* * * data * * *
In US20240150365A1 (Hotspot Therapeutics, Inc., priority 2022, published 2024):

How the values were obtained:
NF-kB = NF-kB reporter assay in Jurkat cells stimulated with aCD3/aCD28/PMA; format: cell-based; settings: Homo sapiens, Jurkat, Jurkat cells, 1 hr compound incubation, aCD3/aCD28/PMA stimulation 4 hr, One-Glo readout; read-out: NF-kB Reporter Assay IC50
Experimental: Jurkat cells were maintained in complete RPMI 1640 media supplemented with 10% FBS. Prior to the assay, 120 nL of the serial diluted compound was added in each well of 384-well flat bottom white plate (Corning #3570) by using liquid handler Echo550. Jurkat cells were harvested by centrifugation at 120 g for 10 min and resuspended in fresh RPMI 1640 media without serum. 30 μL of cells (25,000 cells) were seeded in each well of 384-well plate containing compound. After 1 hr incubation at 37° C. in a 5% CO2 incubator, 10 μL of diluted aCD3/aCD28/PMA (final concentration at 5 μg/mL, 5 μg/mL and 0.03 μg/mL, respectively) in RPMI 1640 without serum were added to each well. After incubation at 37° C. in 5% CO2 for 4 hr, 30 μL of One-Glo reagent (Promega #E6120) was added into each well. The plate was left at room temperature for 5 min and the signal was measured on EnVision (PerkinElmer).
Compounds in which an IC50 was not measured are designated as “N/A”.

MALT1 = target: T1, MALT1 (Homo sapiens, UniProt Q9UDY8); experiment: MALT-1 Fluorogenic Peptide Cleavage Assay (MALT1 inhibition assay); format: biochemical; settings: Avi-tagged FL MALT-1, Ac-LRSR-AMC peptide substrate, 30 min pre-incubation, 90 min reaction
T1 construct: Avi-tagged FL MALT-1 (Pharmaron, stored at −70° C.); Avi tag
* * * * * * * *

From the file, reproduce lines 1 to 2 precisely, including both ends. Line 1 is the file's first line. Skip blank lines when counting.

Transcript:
In US20240150365A1 (Hotspot Therapeutics, Inc., priority 2022, published 2024):

How the values were obtained: